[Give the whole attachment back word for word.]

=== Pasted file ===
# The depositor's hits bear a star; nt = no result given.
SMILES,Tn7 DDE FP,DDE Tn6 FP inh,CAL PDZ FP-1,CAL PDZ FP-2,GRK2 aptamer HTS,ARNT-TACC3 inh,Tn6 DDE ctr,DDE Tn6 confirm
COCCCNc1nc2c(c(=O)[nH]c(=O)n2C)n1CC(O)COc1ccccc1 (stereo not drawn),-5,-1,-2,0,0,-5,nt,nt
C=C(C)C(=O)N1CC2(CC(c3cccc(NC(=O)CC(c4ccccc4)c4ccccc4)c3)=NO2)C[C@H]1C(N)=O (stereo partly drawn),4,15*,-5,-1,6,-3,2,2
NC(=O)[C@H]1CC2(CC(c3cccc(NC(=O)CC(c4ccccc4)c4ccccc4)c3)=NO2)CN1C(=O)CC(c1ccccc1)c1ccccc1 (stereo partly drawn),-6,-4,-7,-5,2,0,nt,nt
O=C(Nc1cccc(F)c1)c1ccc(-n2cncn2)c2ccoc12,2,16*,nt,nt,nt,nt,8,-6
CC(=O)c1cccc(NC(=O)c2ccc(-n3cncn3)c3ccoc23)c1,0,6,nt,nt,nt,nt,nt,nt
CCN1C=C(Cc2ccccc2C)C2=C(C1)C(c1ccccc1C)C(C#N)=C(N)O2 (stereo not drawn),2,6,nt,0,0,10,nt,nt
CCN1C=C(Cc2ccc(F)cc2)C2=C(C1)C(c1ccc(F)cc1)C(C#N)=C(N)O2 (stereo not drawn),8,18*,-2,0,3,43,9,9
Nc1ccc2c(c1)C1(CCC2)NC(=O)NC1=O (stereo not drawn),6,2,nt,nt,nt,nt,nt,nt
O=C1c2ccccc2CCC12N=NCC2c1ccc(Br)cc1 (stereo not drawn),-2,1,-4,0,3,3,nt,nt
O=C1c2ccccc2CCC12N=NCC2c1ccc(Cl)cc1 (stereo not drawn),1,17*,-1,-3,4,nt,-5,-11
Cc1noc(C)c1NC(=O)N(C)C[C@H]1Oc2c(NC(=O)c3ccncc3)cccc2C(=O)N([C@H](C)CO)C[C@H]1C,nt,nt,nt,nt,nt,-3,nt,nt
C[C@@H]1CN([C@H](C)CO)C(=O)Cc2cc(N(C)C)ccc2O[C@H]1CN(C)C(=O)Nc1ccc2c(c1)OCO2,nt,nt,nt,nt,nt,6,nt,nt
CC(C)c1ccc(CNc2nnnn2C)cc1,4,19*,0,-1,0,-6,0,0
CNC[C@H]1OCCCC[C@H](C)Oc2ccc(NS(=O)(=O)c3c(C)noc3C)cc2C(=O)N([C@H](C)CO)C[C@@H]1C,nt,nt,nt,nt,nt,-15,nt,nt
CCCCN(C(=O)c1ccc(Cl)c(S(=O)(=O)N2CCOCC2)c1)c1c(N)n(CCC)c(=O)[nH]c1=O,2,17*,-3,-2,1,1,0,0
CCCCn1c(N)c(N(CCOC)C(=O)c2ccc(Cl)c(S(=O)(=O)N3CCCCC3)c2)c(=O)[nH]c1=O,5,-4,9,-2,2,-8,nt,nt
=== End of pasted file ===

# The depositor's hits bear a star; nt = no result given.
SMILES,Tn7 DDE FP,DDE Tn6 FP inh,CAL PDZ FP-1,CAL PDZ FP-2,GRK2 aptamer HTS,ARNT-TACC3 inh,Tn6 DDE ctr,DDE Tn6 confirm
COCCCNc1nc2c(c(=O)[nH]c(=O)n2C)n1CC(O)COc1ccccc1 (stereo not drawn),-5,-1,-2,0,0,-5,nt,nt
C=C(C)C(=O)N1CC2(CC(c3cccc(NC(=O)CC(c4ccccc4)c4ccccc4)c3)=NO2)C[C@H]1C(N)=O (stereo partly drawn),4,15*,-5,-1,6,-3,2,2
NC(=O)[C@H]1CC2(CC(c3cccc(NC(=O)CC(c4ccccc4)c4ccccc4)c3)=NO2)CN1C(=O)CC(c1ccccc1)c1ccccc1 (stereo partly drawn),-6,-4,-7,-5,2,0,nt,nt
O=C(Nc1cccc(F)c1)c1ccc(-n2cncn2)c2ccoc12,2,16*,nt,nt,nt,nt,8,-6
CC(=O)c1cccc(NC(=O)c2ccc(-n3cncn3)c3ccoc23)c1,0,6,nt,nt,nt,nt,nt,nt
CCN1C=C(Cc2ccccc2C)C2=C(C1)C(c1ccccc1C)C(C#N)=C(N)O2 (stereo not drawn),2,6,nt,0,0,10,nt,nt
CCN1C=C(Cc2ccc(F)cc2)C2=C(C1)C(c1ccc(F)cc1)C(C#N)=C(N)O2 (stereo not drawn),8,18*,-2,0,3,43,9,9
Nc1ccc2c(c1)C1(CCC2)NC(=O)NC1=O (stereo not drawn),6,2,nt,nt,nt,nt,nt,nt
O=C1c2ccccc2CCC12N=NCC2c1ccc(Br)cc1 (stereo not drawn),-2,1,-4,0,3,3,nt,nt
O=C1c2ccccc2CCC12N=NCC2c1ccc(Cl)cc1 (stereo not drawn),1,17*,-1,-3,4,nt,-5,-11
Cc1noc(C)c1NC(=O)N(C)C[C@H]1Oc2c(NC(=O)c3ccncc3)cccc2C(=O)N([C@H](C)CO)C[C@H]1C,nt,nt,nt,nt,nt,-3,nt,nt
C[C@@H]1CN([C@H](C)CO)C(=O)Cc2cc(N(C)C)ccc2O[C@H]1CN(C)C(=O)Nc1ccc2c(c1)OCO2,nt,nt,nt,nt,nt,6,nt,nt
CC(C)c1ccc(CNc2nnnn2C)cc1,4,19*,0,-1,0,-6,0,0
CNC[C@H]1OCCCC[C@H](C)Oc2ccc(NS(=O)(=O)c3c(C)noc3C)cc2C(=O)N([C@H](C)CO)C[C@@H]1C,nt,nt,nt,nt,nt,-15,nt,nt
CCCCN(C(=O)c1ccc(Cl)c(S(=O)(=O)N2CCOCC2)c1)c1c(N)n(CCC)c(=O)[nH]c1=O,2,17*,-3,-2,1,1,0,0
CCCCn1c(N)c(N(CCOC)C(=O)c2ccc(Cl)c(S(=O)(=O)N3CCCCC3)c2)c(=O)[nH]c1=O,5,-4,9,-2,2,-8,nt,nt